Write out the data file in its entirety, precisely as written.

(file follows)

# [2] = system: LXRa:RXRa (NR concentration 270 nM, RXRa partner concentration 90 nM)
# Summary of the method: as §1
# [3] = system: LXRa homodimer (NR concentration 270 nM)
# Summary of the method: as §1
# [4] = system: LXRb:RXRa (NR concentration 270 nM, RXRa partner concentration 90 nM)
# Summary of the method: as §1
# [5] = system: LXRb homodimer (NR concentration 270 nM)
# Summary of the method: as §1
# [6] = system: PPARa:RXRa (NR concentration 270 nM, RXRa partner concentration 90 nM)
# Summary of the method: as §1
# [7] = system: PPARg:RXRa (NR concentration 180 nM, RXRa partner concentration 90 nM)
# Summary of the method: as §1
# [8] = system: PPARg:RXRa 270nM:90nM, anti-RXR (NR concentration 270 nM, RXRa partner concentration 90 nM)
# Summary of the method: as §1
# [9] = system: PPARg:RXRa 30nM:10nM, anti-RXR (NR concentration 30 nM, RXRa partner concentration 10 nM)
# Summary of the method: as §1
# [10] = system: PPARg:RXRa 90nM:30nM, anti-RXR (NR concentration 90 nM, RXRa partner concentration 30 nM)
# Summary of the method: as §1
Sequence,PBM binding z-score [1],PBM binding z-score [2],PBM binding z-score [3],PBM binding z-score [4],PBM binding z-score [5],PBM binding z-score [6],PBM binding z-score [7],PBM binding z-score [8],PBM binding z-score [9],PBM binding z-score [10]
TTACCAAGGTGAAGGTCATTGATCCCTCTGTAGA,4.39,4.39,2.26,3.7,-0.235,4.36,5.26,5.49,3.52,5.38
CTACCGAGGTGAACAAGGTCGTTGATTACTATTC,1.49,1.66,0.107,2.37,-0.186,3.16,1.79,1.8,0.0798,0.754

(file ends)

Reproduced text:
# [2] = system: LXRa:RXRa (NR concentration 270 nM, RXRa partner concentration 90 nM)
# Summary of the method: as §1
# [3] = system: LXRa homodimer (NR concentration 270 nM)
# Summary of the method: as §1
# [4] = system: LXRb:RXRa (NR concentration 270 nM, RXRa partner concentration 90 nM)
# Summary of the method: as §1
# [5] = system: LXRb homodimer (NR concentration 270 nM)
# Summary of the method: as §1
# [6] = system: PPARa:RXRa (NR concentration 270 nM, RXRa partner concentration 90 nM)
# Summary of the method: as §1
# [7] = system: PPARg:RXRa (NR concentration 180 nM, RXRa partner concentration 90 nM)
# Summary of the method: as §1
# [8] = system: PPARg:RXRa 270nM:90nM, anti-RXR (NR concentration 270 nM, RXRa partner concentration 90 nM)
# Summary of the method: as §1
# [9] = system: PPARg:RXRa 30nM:10nM, anti-RXR (NR concentration 30 nM, RXRa partner concentration 10 nM)
# Summary of the method: as §1
# [10] = system: PPARg:RXRa 90nM:30nM, anti-RXR (NR concentration 90 nM, RXRa partner concentration 30 nM)
# Summary of the method: as §1
Sequence,PBM binding z-score [1],PBM binding z-score [2],PBM binding z-score [3],PBM binding z-score [4],PBM binding z-score [5],PBM binding z-score [6],PBM binding z-score [7],PBM binding z-score [8],PBM binding z-score [9],PBM binding z-score [10]
TTACCAAGGTGAAGGTCATTGATCCCTCTGTAGA,4.39,4.39,2.26,3.7,-0.235,4.36,5.26,5.49,3.52,5.38
CTACCGAGGTGAACAAGGTCGTTGATTACTATTC,1.49,1.66,0.107,2.37,-0.186,3.16,1.79,1.8,0.0798,0.754